Southern California environment news and trends

Row on: Paddling season for the LA River begins this week

After a successful launch in 2011, popular Paddle the LA River program returns this year with a substantially expanded schedule of guided kayak and canoe tours along a scenic stretch of the river in the San Fernando Valley.

A partnership between environmental groups including the Los Angeles Conservation Corps, Friends of the Los Angeles River and the Santa Monica Mountains Conservancy, last year’s inaugural Paddle The LA River sold out all 260 tours in a mere ten minutes. Tickets for this year’s tours are priced at $53.74 (which includes a handling fee of $3.74) and go on sale tomorrow morning (Tuesday, July 17) at 7 a.m.

While the number of tours has been bumped up to over 2000 this year, ticket sales are expected to be brisk, so aspiring paddlers would be wise to score tickets sooner than later. The first public outings are scheduled to begin this Saturday, July 21. The season runs through September 29.

“It’s the hottest ticket in town,” said LA Conservation Corps spokesperson Mike Mena by phone. “Last year, our waiting list was huge of people hoping to get in through cancellations. We had one guy come down every weekend of the program hoping to go out until he finally got lucky.”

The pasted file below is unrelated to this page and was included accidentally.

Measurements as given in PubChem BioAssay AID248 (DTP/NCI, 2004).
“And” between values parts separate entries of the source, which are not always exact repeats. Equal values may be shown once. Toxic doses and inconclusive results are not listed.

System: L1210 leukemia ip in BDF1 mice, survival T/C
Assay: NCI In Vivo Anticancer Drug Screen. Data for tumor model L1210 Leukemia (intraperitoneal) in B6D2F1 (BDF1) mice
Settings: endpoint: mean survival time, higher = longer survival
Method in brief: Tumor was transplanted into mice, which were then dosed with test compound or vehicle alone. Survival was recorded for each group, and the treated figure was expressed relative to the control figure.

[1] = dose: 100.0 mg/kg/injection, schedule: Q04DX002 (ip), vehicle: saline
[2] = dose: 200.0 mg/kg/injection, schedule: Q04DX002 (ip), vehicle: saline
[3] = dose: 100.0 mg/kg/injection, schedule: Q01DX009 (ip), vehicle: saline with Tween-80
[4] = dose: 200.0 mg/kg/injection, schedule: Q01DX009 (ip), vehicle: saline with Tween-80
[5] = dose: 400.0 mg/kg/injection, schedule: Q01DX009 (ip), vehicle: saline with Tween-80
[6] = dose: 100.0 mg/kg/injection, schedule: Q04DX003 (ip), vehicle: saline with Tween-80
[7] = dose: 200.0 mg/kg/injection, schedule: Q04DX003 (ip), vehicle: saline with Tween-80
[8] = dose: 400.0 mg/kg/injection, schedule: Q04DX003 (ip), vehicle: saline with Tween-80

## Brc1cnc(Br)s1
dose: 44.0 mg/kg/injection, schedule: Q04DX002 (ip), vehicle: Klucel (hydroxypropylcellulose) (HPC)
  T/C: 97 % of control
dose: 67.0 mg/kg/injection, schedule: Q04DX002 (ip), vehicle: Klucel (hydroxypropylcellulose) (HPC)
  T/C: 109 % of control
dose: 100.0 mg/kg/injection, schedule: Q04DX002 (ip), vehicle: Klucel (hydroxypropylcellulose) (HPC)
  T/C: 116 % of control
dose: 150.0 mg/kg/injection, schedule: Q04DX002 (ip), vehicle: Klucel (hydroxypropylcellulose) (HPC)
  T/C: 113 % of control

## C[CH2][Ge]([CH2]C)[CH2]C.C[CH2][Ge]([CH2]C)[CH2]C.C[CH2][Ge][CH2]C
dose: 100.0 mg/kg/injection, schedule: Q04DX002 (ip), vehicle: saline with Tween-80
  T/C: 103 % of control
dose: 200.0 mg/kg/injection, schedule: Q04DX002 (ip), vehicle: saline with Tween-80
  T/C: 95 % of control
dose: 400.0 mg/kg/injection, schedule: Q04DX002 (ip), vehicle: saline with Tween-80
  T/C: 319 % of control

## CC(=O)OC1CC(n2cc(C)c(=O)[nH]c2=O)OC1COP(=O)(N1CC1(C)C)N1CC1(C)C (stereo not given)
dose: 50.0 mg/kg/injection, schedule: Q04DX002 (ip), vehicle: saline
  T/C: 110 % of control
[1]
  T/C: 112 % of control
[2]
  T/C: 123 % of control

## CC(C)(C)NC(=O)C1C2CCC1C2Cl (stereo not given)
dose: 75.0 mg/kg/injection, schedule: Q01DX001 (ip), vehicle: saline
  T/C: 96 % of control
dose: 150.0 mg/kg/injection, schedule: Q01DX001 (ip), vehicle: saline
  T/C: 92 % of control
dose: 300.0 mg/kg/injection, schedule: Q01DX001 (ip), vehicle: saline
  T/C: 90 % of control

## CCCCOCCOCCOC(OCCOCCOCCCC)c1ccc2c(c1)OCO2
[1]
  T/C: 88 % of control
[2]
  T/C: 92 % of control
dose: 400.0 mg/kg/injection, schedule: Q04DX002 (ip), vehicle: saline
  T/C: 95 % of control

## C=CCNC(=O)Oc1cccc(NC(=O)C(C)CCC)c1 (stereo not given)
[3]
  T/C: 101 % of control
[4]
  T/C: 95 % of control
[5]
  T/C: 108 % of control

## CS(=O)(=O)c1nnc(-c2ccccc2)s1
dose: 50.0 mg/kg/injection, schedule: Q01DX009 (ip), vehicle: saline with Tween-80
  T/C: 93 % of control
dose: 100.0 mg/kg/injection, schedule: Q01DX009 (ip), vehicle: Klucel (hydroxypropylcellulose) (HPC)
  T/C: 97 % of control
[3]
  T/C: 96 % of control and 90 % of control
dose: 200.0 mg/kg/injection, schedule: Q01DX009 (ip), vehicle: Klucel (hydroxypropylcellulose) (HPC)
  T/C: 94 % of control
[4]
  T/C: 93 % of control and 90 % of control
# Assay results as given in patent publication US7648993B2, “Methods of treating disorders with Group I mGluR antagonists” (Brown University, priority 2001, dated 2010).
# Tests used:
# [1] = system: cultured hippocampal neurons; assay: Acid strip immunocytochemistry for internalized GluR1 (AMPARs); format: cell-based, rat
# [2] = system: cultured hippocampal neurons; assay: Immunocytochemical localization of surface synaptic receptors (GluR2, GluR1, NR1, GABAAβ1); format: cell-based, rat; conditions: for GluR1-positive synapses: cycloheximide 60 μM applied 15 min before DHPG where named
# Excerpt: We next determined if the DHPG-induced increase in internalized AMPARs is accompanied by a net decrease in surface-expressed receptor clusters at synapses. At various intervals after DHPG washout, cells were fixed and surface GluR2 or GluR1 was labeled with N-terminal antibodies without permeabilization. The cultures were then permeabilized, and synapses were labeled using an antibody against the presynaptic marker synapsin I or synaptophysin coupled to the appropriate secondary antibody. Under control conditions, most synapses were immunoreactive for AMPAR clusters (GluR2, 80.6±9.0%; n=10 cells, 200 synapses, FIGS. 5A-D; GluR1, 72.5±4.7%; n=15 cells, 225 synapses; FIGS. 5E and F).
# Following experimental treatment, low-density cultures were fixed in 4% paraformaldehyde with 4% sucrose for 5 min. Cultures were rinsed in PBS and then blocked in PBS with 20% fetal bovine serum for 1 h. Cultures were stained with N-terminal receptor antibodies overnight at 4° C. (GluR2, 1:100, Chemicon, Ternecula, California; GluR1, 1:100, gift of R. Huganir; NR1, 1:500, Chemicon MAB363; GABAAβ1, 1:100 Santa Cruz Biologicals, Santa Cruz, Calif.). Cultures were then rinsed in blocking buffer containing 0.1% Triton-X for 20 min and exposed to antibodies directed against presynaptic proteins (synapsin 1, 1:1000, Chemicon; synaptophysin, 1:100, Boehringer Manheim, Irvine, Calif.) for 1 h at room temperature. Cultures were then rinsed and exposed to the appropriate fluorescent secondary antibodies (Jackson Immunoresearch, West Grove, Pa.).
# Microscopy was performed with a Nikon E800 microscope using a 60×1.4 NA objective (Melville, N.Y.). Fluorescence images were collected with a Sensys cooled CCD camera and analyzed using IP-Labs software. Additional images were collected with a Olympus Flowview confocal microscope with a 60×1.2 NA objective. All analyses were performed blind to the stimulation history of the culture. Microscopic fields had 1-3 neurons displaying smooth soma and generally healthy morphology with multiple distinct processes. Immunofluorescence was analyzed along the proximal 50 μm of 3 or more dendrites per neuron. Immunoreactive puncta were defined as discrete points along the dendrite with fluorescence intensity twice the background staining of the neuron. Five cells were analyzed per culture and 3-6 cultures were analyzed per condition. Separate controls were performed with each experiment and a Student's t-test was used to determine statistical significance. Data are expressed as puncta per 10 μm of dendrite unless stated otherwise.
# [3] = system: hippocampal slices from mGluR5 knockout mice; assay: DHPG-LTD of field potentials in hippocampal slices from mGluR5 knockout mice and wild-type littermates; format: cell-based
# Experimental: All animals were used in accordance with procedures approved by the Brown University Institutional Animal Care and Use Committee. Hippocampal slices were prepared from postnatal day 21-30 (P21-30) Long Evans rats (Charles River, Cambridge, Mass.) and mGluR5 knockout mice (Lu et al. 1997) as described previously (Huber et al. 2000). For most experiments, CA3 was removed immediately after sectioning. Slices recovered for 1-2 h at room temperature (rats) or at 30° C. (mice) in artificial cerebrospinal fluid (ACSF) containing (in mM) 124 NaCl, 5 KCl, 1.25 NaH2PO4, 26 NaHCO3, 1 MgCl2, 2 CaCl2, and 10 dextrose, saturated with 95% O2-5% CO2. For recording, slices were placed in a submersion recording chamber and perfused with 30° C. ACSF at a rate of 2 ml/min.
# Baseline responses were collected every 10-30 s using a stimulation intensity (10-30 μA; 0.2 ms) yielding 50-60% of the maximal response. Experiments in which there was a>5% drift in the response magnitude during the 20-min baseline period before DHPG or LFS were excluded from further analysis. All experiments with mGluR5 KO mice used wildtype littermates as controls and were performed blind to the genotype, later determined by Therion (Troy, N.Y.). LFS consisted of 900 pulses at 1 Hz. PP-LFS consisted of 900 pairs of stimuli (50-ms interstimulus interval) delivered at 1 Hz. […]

A new component of the program is that Wednesdays have been set aside as an educational day, where schools can take entire classes out for the guided tour, which Mena said was difficult to accommodate last year.

Trips are being offered Tuesdays through Saturdays, with three trips per day. The last trip of each day will be a shorter excursion, clocking in at an hour instead of the longer two-hour tours in the morning.

“We found last year that some people just weren’t up to the full tour,” explained Mena. “Sometimes we would have to tow kids who got too tired to keep paddling the entire time. It can be good for seniors as well. Although the oldest participant last year was an 87-year-old L.A. native who grew up along the river. He learned to swim in the L.A. River, and even remembered when there was a brothel on it back in the 1940s, I believe.

“The ultimate goal is to educate people about the fact that we have a river in Los Angeles, which not everybody knows,” Mena added. “We want to show that there is a lot of natural beauty in the river. There are parts of the tour where you could swear you were in the wilds of Colorado, and not paddling along in the middle of Los Angeles. There’s continuous river cleanup going on, because we know there’s still work to be done. We want to make this an annual event that turns up on a tourist’s itinerary right alongside visiting Lego Land and Universal CityWalk. We’d love to get to that point.”

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